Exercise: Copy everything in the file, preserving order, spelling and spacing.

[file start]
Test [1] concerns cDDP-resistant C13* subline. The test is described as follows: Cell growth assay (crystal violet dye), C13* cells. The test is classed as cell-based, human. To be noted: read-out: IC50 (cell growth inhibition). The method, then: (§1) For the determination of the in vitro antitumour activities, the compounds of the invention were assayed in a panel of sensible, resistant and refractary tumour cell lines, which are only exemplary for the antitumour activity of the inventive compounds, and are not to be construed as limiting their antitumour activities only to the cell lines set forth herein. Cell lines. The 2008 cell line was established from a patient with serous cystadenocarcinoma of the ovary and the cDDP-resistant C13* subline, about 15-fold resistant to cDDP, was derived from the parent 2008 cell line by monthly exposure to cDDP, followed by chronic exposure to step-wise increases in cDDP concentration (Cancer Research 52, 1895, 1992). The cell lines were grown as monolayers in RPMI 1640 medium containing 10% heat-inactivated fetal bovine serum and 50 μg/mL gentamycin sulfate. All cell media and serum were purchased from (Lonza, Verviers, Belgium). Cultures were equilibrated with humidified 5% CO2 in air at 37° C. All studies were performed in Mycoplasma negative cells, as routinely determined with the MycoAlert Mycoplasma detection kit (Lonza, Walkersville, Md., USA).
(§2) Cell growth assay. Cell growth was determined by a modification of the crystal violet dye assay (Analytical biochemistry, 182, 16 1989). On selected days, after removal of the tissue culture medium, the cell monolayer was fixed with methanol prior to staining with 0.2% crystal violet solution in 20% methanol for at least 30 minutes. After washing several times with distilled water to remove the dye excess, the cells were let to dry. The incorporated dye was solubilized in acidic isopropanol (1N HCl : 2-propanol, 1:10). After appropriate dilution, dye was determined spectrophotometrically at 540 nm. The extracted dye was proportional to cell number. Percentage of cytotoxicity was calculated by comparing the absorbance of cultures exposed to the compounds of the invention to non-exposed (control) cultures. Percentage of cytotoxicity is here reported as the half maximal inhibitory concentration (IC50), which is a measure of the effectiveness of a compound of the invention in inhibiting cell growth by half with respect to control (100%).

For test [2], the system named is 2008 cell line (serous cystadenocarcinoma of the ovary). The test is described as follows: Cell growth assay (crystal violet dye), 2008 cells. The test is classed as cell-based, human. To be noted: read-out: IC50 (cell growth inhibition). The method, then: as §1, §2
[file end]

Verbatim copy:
Test [1] concerns cDDP-resistant C13* subline. The test is described as follows: Cell growth assay (crystal violet dye), C13* cells. The test is classed as cell-based, human. To be noted: read-out: IC50 (cell growth inhibition). The method, then: (§1) For the determination of the in vitro antitumour activities, the compounds of the invention were assayed in a panel of sensible, resistant and refractary tumour cell lines, which are only exemplary for the antitumour activity of the inventive compounds, and are not to be construed as limiting their antitumour activities only to the cell lines set forth herein. Cell lines. The 2008 cell line was established from a patient with serous cystadenocarcinoma of the ovary and the cDDP-resistant C13* subline, about 15-fold resistant to cDDP, was derived from the parent 2008 cell line by monthly exposure to cDDP, followed by chronic exposure to step-wise increases in cDDP concentration (Cancer Research 52, 1895, 1992). The cell lines were grown as monolayers in RPMI 1640 medium containing 10% heat-inactivated fetal bovine serum and 50 μg/mL gentamycin sulfate. All cell media and serum were purchased from (Lonza, Verviers, Belgium). Cultures were equilibrated with humidified 5% CO2 in air at 37° C. All studies were performed in Mycoplasma negative cells, as routinely determined with the MycoAlert Mycoplasma detection kit (Lonza, Walkersville, Md., USA).
(§2) Cell growth assay. Cell growth was determined by a modification of the crystal violet dye assay (Analytical biochemistry, 182, 16 1989). On selected days, after removal of the tissue culture medium, the cell monolayer was fixed with methanol prior to staining with 0.2% crystal violet solution in 20% methanol for at least 30 minutes. After washing several times with distilled water to remove the dye excess, the cells were let to dry. The incorporated dye was solubilized in acidic isopropanol (1N HCl : 2-propanol, 1:10). After appropriate dilution, dye was determined spectrophotometrically at 540 nm. The extracted dye was proportional to cell number. Percentage of cytotoxicity was calculated by comparing the absorbance of cultures exposed to the compounds of the invention to non-exposed (control) cultures. Percentage of cytotoxicity is here reported as the half maximal inhibitory concentration (IC50), which is a measure of the effectiveness of a compound of the invention in inhibiting cell growth by half with respect to control (100%).

For test [2], the system named is 2008 cell line (serous cystadenocarcinoma of the ovary). The test is described as follows: Cell growth assay (crystal violet dye), 2008 cells. The test is classed as cell-based, human. To be noted: read-out: IC50 (cell growth inhibition). The method, then: as §1, §2